LONDON (Reuters) - A new musical from British impresario and composer Andrew Lloyd Webber will delve into the sex, spies and politics at the heart of Britain’s biggest post-war scandal when it opens in December.
“Stephen Ward” charts the rise and fall of a high society osteopath at the center of the 1963 “Profumo Affair” which embarrassed the British establishment by exposing the decadent lifestyle of the London elite as the sexual revolution began.
“It’s a little bit about the last gasp of the old Britain, whilst the new one was about to come and how the whole business led to the downfall of a government,” Lloyd Webber told Reuters at the musical’s launch on Monday.
A sample of the songs in the new production - sung live to the media by the cast in a Soho nightclub - provided a bawdy look into the lifestyle of a man who mixed party girls and powerful people at seedy London clubs and country houses.
“You’ve never had it so good,” went one of the songs, twisting a famous quote by the prime minister of the day, Harold Macmillan, by adding: “You’ve never had it so often.”
“Here you can have it off with some English toff,” the song continued.
The 65-year-old composer of stage blockbusters “Cats” and “Phantom of the Opera” said he told a theatre magazine that he was intrigued by the trial of Ward, who was convicted of living off the immoral earnings of two women, Christine Keeler and Mandy Rice-Davies, as the Profumo scandal broke.
“The next day Mandy called me,” Lloyd Webber said.
Rice-Davies contended that Ward was offered up as a scapegoat by the police, the establishment and the media to appease public morality. The osteopath took an overdose of sleeping pills during the trial and died three days after his conviction.
“I wanted a story told that would fill the gap between the myth and the man,” Rice-Davies, 68, told reporters when asked why she had collaborated with Lloyd Webber on the new show.
Ward introduced Keeler, a showgirl, to John Profumo, secretary of state for war. Revelations that Keeler was having a relationship with Profumo and a Russian naval attache at the same time led to the politician’s resignation.
Rice-Davies contended that Ward was offered up as a scapegoat by the police, the establishment and the media to appease public morality. The osteopath took an overdose of sleeping pills and died three days after his conviction.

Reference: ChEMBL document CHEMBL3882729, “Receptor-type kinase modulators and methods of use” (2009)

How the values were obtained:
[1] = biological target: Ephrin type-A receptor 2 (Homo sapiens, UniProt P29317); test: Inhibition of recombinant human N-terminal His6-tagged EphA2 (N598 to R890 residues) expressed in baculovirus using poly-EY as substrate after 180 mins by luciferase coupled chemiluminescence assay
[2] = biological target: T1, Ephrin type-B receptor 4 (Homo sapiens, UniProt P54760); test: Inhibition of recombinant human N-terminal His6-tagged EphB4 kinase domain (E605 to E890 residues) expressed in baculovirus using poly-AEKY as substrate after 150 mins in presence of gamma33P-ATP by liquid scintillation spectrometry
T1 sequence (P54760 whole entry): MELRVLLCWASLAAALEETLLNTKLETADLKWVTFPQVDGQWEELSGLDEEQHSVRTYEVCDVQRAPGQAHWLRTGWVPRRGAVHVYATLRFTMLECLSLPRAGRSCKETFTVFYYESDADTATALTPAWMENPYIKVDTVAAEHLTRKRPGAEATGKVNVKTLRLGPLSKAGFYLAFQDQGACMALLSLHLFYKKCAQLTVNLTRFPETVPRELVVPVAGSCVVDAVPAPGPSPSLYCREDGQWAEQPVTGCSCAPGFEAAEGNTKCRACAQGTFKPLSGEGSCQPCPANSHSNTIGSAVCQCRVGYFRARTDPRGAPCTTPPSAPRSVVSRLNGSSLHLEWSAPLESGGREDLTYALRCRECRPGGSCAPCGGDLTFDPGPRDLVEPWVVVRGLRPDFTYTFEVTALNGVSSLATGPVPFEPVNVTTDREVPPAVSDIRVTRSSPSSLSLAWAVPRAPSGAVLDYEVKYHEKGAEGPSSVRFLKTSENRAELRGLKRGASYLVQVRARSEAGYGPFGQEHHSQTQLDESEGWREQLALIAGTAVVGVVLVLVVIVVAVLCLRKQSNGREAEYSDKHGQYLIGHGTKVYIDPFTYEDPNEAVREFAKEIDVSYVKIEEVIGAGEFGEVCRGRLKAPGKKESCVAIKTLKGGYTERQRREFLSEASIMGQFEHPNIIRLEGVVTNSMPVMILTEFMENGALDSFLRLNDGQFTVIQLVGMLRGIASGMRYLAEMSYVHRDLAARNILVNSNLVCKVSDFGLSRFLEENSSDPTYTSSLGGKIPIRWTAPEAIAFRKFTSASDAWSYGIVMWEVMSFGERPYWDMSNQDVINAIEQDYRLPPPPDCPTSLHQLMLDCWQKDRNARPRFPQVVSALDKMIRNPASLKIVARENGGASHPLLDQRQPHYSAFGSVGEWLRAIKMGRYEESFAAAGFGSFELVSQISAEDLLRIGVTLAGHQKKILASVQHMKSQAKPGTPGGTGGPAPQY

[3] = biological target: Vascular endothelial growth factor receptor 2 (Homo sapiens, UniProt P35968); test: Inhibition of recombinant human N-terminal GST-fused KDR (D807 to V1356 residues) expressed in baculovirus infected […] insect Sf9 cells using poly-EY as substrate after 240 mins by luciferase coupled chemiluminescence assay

“I wanted a story told that would fill the gap between the myth and the man,” Rice-Davies told reporters when asked why she had collaborated with Lloyd Webber on the new show.
Directed by Richard Eyre, the music for “Stephen Ward” was composed by Lloyd Webber, who was reunited with lyricist Don Black and playwright Christopher Hampton - the team behind “Sunset Boulevard”.
Alexander Hanson plays the osteopath who treated Gandhi and Winston Churchill, painted portraits of royal family members and then partied the night away with showgirls and aristocrats.
He said the story focuses mostly on setting the record straight for Ward.
“He was basically fitted up,” Hanson told Reuters.
Lloyd Webber - an Oscar, Tony and Grammy award winner who owns six London theatres - rebuffed suggestions that his latest offering was a departure from previous work such as “Starlight Express” and “Jesus Christ Superstar”.
“I don’t know that there is an archetypal Andrew Lloyd Webber ... I wrote a story about Jesus Christ and I did a musical about cats,” he told Reuters. “I don’t necessarily stick to the same theme.”
Some 50 years after the scandal, Rice-Davies said she was no longer bothered by her notoriety and played down the saucy innuendo which still surrounds the scandal today.
“The good girls didn’t have any sex at all and the bad girls had a bit.”
Editing by Robin Pomeroy